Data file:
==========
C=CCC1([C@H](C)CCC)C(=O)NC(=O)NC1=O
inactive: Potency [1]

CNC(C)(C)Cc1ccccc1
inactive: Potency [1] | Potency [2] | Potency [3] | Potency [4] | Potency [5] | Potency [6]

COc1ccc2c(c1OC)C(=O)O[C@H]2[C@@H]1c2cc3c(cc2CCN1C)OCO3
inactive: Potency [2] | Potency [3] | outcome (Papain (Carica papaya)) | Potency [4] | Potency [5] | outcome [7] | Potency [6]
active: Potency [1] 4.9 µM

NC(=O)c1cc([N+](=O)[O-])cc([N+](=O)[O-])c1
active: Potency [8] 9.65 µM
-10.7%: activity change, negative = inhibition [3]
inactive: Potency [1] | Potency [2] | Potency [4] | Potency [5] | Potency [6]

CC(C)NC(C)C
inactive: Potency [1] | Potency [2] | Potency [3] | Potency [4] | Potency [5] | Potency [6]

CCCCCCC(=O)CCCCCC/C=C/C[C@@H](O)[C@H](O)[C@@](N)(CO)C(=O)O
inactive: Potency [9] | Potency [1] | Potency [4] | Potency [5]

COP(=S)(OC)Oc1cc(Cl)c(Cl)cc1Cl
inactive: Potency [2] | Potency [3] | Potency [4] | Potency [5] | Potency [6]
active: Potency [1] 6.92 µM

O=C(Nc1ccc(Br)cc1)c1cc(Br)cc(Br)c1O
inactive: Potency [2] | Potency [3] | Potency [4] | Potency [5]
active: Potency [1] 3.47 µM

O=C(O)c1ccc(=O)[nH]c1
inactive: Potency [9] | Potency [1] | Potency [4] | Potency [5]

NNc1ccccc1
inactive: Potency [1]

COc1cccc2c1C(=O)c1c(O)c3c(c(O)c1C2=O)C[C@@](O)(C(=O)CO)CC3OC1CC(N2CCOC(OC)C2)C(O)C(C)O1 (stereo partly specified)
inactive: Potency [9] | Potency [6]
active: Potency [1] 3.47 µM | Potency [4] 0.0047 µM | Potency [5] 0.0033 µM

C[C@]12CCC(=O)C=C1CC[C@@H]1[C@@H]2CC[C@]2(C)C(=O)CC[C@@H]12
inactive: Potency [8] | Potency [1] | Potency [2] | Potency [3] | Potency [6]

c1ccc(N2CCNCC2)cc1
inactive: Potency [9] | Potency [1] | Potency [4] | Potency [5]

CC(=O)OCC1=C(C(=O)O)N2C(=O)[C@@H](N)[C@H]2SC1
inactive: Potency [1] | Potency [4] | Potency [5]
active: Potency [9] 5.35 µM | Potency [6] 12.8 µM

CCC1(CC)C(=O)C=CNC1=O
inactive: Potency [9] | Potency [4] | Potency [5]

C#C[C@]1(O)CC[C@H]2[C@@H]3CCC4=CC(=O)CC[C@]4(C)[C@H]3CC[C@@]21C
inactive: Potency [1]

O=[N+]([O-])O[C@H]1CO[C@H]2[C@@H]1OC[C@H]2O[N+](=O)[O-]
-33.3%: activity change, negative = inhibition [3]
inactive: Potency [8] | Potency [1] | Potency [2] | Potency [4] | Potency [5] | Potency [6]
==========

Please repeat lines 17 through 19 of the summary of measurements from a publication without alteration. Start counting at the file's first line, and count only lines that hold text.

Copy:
inactive: Potency [2] | Potency [3] | Potency [4] | Potency [5] | Potency [6]
active: Potency [1] 6.92 µM

O=C(Nc1ccc(Br)cc1)c1cc(Br)cc(Br)c1O